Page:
NCAA Division III Pre-Selection Psych Sheets Released; Nitz Won’t Defend 50 Free Title

  15 Braden Keith | February 25th, 2014 | College, NCAA Division III, News

The NCAA has released their pre-selection psych sheets for the 2014 men’s and women’s Division III NCAA Championship meets that will run from March 19th to 22nd in Indianapolis, Indiana.

See the psych sheets here.

While these lists do not indicate, and go well beyond, the numbers of swimmers who are actually invited to NCAA’s, they are a first taste of who is opting to swim which events.

For example, Wheaton College’s Kirsty Nitz, who has the second-best time in the Division this year in the 50 free, has opted for a schedule of the 100 free, 100 fly, and 100 backstroke instead. She won the 50 free NCAA title last year as a freshman, but has chosen not to defend it this year.

Depauw’s Casey Hooker, who is 5th-best among NCAA Division III championship-eligible teams in the 100 fly, instead swimming the 200 free, the 200 fly, and the 500 free: where he’s seeded only 17th.

Kenyon freshman Trevor Manz had some options, but he has chosen to race the 400 IM, the 100 breaststroke, and the 200 breaststroke (he’s a top three seed in all).

Johns Nopkins’ Taylor Kitayama is swimming the 100 back, the 200 back, and the 100 fly – with that 3rd entry being just the 13th seed. That’s instead of swimming the 200 IM, where she would be the 5th seed.

Note that these psych sheets could have some errors; there’s usually a team or a swimmer who accidentally gets over looked in its assembly by USA Swimming and the NCAA, so don’t be surprised if revisions come before they are finalized.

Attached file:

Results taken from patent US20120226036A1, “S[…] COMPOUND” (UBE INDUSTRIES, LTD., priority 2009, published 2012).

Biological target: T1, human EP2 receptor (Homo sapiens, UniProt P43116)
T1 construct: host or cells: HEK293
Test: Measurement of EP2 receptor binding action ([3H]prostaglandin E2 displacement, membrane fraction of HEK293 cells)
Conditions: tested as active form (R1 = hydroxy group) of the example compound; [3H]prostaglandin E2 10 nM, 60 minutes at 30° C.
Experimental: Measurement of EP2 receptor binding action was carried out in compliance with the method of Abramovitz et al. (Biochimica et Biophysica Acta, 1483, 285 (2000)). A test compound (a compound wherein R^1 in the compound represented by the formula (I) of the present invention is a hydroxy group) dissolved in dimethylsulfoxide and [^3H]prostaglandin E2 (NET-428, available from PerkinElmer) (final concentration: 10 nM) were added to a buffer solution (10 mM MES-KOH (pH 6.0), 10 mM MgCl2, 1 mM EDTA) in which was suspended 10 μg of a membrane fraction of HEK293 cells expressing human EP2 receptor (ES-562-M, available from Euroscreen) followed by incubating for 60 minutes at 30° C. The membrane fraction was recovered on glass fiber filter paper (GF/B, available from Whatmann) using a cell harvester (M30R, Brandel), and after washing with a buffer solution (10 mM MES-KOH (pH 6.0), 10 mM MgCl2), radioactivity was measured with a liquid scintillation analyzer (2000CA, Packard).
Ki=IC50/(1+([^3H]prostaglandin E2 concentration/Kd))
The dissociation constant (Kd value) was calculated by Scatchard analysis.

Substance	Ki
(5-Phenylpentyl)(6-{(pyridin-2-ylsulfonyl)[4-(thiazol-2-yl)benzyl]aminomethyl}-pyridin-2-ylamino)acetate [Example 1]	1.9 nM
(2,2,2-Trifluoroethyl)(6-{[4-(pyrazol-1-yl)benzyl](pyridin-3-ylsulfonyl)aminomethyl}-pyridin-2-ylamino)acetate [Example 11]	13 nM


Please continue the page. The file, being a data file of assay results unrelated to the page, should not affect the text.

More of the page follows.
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15 Comments on "NCAA Division III Pre-Selection Psych Sheets Released; Nitz Won’t Defend 50 Free Title"

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They took through lines 19-21 in every event this year, men and women.


Joe McGovern

Your getting into the meet as a top 16 relay automatically. That is not a great thing for the individuals who may be seated from 10th to 16th, because they get left out of the meet even though they have a top 16 time in an individual event. It really is not fair because they are taking a lot of kids on relays that don’t even qualify with b cuts and cannot even swim individually but maybe part of a fast relay because of a fast individual swimmer who puts them over the top. It is kind of sad that the NCAA does not take the first 16 qualifiers for every event, which would be much more fair.

This looks to be a very close contest (again) between Kenyon and Denison on the men’s side. It could be a replay of NCAC conference where Kenyon beat Denison in swimming but the Denison divers carried the day. The outcome of the diving qualifier is critical to the outcome of the meet.
I also suspect that neither teams rested their core national team members at conference and the team with the “better” taper could win. Kenyon has the edge here because they have more swimmers that can “move up” and score (a full squad basically) while Denison is bringing far less swimmers.
On the women’s side Emory is much deeper than Denison or Kenyon and is the favorite to repeat.


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The most common question asked about Braden Keith is "when does he sleep?" That's because Braden has, in two years in the game, become one of the most prolific writers in swimming at a level that has earned him the nickname "the machine" in some circles. He first got his feet …

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